The Impact Of Sleep Duration On Energy Levels, Exercise Capacity And Health

The most popular reason for avoiding the gym is being ‘too tired’.

It is becoming increasingly common among the general population to experience regular sleep loss due to long work hours, hectic schedules and constant on-the-go lifestyles. In just the last 100 years, the average time spent sleeping in each 24 hour period has decreased by 1.5 hours! Why am I relaying these facts to you? We all know how important regular exercise and healthy eating is to our health but in neglecting our body’s need for sleep we are hindering the progress of our physical performance, weight management and overall well-being.

Disturbed sleep is common with ~40% of us suffering from some form of sleep disorder meaning that we never get a proper nights rest even if we spend the recommended 7-9 hours in bed every night. The main issue with sleep disorders is that they tend to be chronic and 56% of people affected by them will continue to have symptoms for years.

Sleep and health have a vital relationship. The more you take care of your health, the more likely you are to have a restful night’s sleep. Similarly, the better your sleep duration and quality of sleep, the healthier you are likely to be.

Sleep and exercise may seem mediated by completely different physiological mechanisms but there is growing evidence of a vital relationship between the two. If you do not get enough sleep on a regular basis you risk losing your motivation, energy levels and ability to recover from exercise.

General Health And Sleep Duration

Sleep deprivation, disrupted sleep, fatigue and insomnia are associated with the following:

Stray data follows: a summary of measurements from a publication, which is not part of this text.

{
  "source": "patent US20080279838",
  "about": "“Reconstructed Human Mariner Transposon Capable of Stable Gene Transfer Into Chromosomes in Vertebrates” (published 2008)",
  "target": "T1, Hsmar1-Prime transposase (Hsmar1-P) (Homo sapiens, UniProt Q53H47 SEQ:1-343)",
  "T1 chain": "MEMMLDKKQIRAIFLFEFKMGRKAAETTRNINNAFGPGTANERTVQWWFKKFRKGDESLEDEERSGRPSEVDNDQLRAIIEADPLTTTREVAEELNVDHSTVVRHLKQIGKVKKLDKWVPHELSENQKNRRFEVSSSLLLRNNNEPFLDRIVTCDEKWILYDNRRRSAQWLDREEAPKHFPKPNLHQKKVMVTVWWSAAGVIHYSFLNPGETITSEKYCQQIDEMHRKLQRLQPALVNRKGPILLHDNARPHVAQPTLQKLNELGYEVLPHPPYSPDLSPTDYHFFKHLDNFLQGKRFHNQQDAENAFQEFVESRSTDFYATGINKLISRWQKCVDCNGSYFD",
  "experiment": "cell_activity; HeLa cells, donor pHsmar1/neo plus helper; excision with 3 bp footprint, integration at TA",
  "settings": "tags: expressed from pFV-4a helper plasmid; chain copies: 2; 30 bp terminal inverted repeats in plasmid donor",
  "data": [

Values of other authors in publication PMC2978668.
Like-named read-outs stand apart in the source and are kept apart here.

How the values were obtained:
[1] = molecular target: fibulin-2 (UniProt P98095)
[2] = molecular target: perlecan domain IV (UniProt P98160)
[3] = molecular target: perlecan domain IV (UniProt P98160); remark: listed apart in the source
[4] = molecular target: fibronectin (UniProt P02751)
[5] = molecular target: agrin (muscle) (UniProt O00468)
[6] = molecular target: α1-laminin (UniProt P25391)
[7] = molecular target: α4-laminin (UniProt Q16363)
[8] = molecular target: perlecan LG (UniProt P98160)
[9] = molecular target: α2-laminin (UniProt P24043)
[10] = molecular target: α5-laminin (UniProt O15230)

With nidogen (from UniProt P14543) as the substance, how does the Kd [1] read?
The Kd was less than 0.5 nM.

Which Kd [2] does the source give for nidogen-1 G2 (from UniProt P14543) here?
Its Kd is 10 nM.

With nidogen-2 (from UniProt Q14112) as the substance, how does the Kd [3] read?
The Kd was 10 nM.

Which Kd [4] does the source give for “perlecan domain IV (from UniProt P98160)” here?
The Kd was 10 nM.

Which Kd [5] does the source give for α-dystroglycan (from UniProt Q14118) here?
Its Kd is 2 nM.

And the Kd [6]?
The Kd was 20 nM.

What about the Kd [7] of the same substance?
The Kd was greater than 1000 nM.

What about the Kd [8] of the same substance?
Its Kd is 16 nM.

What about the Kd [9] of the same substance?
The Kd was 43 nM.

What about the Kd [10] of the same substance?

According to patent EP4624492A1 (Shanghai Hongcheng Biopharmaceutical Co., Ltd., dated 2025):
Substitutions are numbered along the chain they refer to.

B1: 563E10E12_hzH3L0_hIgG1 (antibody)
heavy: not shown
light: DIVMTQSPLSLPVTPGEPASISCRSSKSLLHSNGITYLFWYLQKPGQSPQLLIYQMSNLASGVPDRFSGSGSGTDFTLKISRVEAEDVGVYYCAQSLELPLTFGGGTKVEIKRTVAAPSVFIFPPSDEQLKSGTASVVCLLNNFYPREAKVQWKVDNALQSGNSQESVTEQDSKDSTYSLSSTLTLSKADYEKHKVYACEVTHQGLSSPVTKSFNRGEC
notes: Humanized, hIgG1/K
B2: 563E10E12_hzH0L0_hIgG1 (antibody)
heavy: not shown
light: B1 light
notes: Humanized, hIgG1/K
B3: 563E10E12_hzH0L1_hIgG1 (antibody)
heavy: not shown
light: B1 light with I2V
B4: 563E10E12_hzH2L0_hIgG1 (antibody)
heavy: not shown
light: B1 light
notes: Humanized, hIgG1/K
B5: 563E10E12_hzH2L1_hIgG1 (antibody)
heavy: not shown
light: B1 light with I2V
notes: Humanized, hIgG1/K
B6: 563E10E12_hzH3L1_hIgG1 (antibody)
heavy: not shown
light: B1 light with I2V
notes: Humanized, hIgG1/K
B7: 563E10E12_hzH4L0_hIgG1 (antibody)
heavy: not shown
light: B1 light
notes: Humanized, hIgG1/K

-          Hypertension/high blood pressure

-          Above normal resting heart rate

-          Decreased immunity – increased susceptibility to illness

-          Decreased cognitive function

-          Mood swings

-          Decreased energy

-          Increased risk of developing depression

-          Increased risk of developing a chronic disease

Deteriorating sleep as we age also prevents us from storing memories. The slow brain waves generated during sleep transport memories from the hippocampus to the prefrontal cortex which acts as a long term storage depository for memories. A poor quality of deep sleep/reduced time spent in deep sleep means that memories are overwritten by new memories before they can be stored for the long term.

How Sleep Affects Exercise

Sleep restriction has been found to significantly decrease physical activity levels the following day. It has a negative effect on both the duration and average intensity of your workout. If you are working towards a goal (and who isn’t), it is likely to hinder your progress. If you manage to push past the fatigue you are feeling, you are more prone to injury.

Sleep deprivation results in an increase in blood pressure and decrease in muscle sympathetic nerve activity. It can also affect the way you respond to stress both physically and mentally. As you can see, if you don’t have enough sleep, the gym is really not going to benefit you in the way it would should you be well rested.